Sometimes a day at the salon is anything but superficial. It’s essential.
Throughout the course of their treatment, many cancer patients watch helplessly as their bodies undergo a host of physical changes. For women, hair loss and the deterioration of skin tone can exact a particularly emotional toll.
Joe Howe, a stylist who works at the Jason Matthew Salon on 15th and Walnut streets in Center City, understands the connection between looking good and feeling great. That is why he started The Beauty of Healing, a program that offers free salon services to patients at Penn’s Abramson Cancer Center who are undergoing oncology treatments.
“The point of it isn’t so much about giving them a good manicure or a nice facial or making them look pretty for the day. It’s about rekindling that spirit,” Howe says. “Trying to help people figure out where they are on that little journey is what I think we’re all about.”
Howe’s personal path began in Ohio, where in his friend and mentor Denise Soto’s salon, he first donated his time to working with cancer patients. He came to Philly in 2008. Howe always wanted to start a similar program in the City of Brotherly Love, but didn’t act on it until Soto passed away from breast cancer in January.
Howe reached out to Penn and Cynthia Griffo, director of communications and education at the Abramson Cancer Center, assured him that if he offered the services, the Center would encourage patients to attend.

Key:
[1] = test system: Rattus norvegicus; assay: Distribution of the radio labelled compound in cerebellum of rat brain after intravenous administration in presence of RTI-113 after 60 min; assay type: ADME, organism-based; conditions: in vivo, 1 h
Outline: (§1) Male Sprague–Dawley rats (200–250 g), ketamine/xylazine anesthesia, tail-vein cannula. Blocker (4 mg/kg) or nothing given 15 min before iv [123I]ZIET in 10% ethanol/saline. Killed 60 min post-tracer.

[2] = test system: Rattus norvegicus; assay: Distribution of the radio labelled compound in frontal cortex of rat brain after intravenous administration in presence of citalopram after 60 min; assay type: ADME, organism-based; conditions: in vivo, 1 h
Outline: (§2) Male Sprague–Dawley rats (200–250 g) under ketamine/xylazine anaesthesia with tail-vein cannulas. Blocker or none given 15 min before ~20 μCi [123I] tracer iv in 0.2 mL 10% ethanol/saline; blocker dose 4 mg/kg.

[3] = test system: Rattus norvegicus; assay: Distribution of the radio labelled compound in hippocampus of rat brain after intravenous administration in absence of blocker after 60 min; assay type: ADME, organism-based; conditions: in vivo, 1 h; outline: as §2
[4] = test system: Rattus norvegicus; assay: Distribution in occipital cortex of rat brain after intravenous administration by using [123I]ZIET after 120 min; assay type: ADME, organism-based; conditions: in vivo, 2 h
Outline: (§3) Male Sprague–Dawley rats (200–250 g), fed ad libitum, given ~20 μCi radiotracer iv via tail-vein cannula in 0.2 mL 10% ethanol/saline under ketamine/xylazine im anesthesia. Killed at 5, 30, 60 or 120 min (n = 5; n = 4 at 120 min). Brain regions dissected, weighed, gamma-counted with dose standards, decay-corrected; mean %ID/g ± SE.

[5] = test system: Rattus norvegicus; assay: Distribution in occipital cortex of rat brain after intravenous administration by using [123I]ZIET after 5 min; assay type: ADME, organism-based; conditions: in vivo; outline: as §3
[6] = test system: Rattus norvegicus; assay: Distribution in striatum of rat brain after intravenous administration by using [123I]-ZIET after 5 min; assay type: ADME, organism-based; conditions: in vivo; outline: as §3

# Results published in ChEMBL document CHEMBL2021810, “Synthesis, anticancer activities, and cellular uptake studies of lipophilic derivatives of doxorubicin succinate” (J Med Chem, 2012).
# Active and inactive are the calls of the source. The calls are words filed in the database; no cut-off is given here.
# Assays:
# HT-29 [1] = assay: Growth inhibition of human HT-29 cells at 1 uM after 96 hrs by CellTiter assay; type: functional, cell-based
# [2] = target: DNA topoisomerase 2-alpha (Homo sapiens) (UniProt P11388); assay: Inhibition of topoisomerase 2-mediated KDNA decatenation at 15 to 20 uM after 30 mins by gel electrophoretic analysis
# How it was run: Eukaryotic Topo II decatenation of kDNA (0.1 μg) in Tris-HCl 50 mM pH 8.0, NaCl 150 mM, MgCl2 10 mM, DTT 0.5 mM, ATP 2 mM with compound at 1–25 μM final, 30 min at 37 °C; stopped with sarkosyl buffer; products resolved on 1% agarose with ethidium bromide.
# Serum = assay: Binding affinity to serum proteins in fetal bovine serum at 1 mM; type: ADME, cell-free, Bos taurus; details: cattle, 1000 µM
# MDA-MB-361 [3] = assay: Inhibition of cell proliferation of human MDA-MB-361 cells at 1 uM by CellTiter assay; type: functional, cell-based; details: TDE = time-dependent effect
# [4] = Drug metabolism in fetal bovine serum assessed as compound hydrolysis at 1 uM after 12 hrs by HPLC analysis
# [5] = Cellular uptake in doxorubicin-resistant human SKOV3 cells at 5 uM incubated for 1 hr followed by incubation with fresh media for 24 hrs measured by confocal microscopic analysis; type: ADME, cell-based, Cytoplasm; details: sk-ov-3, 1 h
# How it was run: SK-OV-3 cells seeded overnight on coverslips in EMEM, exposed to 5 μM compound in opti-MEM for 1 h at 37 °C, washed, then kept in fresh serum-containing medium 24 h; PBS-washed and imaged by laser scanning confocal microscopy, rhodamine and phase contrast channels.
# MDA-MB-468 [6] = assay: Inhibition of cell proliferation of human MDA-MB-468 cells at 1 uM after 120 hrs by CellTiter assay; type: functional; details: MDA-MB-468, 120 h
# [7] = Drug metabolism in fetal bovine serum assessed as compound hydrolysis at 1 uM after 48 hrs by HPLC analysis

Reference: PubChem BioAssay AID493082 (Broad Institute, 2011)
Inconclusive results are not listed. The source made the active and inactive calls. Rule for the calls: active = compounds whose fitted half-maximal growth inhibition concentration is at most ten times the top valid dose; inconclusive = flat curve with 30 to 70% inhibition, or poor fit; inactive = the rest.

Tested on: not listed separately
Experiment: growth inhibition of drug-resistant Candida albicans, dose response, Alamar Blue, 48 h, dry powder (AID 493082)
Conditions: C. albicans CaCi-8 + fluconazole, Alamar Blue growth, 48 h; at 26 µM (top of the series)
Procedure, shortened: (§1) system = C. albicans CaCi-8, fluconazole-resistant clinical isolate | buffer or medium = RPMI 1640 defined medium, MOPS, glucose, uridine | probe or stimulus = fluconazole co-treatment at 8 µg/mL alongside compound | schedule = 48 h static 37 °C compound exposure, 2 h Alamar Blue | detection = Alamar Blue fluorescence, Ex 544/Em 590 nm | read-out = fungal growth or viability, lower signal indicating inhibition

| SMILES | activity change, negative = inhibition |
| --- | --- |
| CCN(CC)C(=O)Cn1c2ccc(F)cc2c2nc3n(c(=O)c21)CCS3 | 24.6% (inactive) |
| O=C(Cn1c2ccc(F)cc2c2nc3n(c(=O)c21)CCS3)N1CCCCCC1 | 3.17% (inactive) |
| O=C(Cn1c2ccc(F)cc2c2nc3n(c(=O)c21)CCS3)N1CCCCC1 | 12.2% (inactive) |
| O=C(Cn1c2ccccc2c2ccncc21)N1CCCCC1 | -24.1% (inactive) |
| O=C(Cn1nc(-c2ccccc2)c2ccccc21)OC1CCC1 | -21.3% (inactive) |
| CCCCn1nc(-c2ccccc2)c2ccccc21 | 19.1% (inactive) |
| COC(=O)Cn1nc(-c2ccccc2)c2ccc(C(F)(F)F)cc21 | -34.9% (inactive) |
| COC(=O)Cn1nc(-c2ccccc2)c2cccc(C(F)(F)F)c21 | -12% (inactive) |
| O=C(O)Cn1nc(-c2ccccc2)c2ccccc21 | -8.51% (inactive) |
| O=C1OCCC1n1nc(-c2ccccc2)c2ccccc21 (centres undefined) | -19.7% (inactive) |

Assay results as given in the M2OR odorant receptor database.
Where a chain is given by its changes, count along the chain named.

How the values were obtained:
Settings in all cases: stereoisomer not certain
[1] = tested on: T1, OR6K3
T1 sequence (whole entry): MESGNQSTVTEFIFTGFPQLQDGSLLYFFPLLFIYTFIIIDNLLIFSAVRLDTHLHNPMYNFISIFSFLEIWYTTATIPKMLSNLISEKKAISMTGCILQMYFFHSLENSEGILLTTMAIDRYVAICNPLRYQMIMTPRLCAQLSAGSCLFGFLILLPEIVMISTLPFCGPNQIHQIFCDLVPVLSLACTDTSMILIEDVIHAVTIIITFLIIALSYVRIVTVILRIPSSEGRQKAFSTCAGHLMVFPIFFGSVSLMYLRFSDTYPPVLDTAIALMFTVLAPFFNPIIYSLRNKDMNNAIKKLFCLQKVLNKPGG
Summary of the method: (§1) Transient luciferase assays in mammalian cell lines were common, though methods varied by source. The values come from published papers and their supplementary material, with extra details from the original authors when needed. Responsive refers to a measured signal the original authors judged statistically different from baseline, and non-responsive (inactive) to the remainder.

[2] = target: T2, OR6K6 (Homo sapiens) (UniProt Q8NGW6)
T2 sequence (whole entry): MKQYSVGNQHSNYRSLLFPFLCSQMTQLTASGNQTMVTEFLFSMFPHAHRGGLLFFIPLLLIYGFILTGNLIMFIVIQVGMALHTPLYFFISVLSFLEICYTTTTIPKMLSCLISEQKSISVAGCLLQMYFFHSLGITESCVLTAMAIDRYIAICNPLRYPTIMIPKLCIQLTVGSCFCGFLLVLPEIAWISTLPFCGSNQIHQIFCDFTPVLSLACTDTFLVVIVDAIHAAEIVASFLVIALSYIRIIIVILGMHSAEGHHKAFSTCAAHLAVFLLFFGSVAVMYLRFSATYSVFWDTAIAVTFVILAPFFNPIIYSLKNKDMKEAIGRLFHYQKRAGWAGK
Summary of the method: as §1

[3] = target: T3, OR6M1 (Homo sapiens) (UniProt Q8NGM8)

“It was designed for cancer patients so they would feel comfortable being with other cancer patients instead of having to deal with the usual salon experience,” Griffo says. “With Joe’s personality and knowledge, I knew our patients would be in good hands.”
On the last Wednesday of each month, the Jason Matthew Salon closes to the general public at 6 p.m. and from that hour on, oncology patients are its only customers.
“It’s a pool of people who all understand what each other is going through,” Howe says.
One of the most emotional side effects of chemotherapy is hair loss. It can occur anywhere on the body, and it can begin in a matter of days. Howe helps patients cope with the change.
“At that point, I try to coach people into shaving their head for a couple of reasons,” Howe says. “First, it relieves the scalp pains that are often associated with hair loss and chemo, and also it ends the traumatic effects of losing your hair little by little.”
Later, when hair begins to grow back, its texture and color often are different than before. It can be very curly and fine, almost like that of a newborn, Howe says. At that point, he typically suggests trimming the fine ends of the new growth for a few months. “Normally, within six months, hair is beginning to go back to its usual texture,” he says.
Gail C. Slappy, a patient at the Center, has battled cancer twice. She was diagnosed with breast cancer 13 years ago, and more recently, cancer in her esophagus. After having a feeding tube removed in February, a visit to the Beauty of Healing night in March was just what she needed to lift her spirits.
After a massage, a facial, and a manicure, she left the salon rejuvenated. “I felt like a million dollars,” she says. “I felt reenergized and reinvigorated. My mom used to say ‘If you look good, you feel good and you do good.’ When I left I was on cloud nine.”
The next session is scheduled for May 25, and Howe looks forward to serving more and more Penn patients in the future. After posting a note about the program’s success on his Facebook page, he was contacted by Soto’s widower.
“He sent one of the most beautiful emails I’ve ever read,” Howe said. “He closed it by saying, ‘Denise would be proud to see what you’re doing with this program.’”
Originally published on May 19, 2011